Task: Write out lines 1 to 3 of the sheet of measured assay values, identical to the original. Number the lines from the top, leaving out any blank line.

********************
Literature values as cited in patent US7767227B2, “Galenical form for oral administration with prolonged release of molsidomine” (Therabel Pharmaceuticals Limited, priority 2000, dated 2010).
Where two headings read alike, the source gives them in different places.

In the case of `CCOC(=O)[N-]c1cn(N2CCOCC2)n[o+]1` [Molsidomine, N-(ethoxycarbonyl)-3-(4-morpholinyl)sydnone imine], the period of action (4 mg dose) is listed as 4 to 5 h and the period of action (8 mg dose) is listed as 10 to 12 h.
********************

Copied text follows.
Literature values as cited in patent US7767227B2, “Galenical form for oral administration with prolonged release of molsidomine” (Therabel Pharmaceuticals Limited, priority 2000, dated 2010).
Where two headings read alike, the source gives them in different places.

In the case of `CCOC(=O)[N-]c1cn(N2CCOCC2)n[o+]1` [Molsidomine, N-(ethoxycarbonyl)-3-(4-morpholinyl)sydnone imine], the period of action (4 mg dose) is listed as 4 to 5 h and the period of action (8 mg dose) is listed as 10 to 12 h.